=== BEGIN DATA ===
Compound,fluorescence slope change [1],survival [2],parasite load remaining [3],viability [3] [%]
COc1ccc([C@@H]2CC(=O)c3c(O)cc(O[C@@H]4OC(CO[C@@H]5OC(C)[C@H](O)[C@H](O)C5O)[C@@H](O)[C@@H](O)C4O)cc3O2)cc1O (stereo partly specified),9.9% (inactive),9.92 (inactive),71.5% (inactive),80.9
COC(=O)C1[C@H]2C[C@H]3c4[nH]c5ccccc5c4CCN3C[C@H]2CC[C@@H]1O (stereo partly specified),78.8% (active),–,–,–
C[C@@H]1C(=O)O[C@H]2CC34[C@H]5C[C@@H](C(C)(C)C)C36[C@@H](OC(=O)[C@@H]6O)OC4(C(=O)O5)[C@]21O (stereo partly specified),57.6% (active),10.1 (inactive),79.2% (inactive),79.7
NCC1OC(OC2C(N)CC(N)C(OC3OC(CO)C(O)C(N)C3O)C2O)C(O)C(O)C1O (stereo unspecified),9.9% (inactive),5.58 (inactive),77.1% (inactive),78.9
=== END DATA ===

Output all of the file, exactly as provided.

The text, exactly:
Compound,fluorescence slope change [1],survival [2],parasite load remaining [3],viability [3] [%]
COc1ccc([C@@H]2CC(=O)c3c(O)cc(O[C@@H]4OC(CO[C@@H]5OC(C)[C@H](O)[C@H](O)C5O)[C@@H](O)[C@@H](O)C4O)cc3O2)cc1O (stereo partly specified),9.9% (inactive),9.92 (inactive),71.5% (inactive),80.9
COC(=O)C1[C@H]2C[C@H]3c4[nH]c5ccccc5c4CCN3C[C@H]2CC[C@@H]1O (stereo partly specified),78.8% (active),–,–,–
C[C@@H]1C(=O)O[C@H]2CC34[C@H]5C[C@@H](C(C)(C)C)C36[C@@H](OC(=O)[C@@H]6O)OC4(C(=O)O5)[C@]21O (stereo partly specified),57.6% (active),10.1 (inactive),79.2% (inactive),79.7
NCC1OC(OC2C(N)CC(N)C(OC3OC(CO)C(O)C(N)C3O)C2O)C(O)C(O)C1O (stereo unspecified),9.9% (inactive),5.58 (inactive),77.1% (inactive),78.9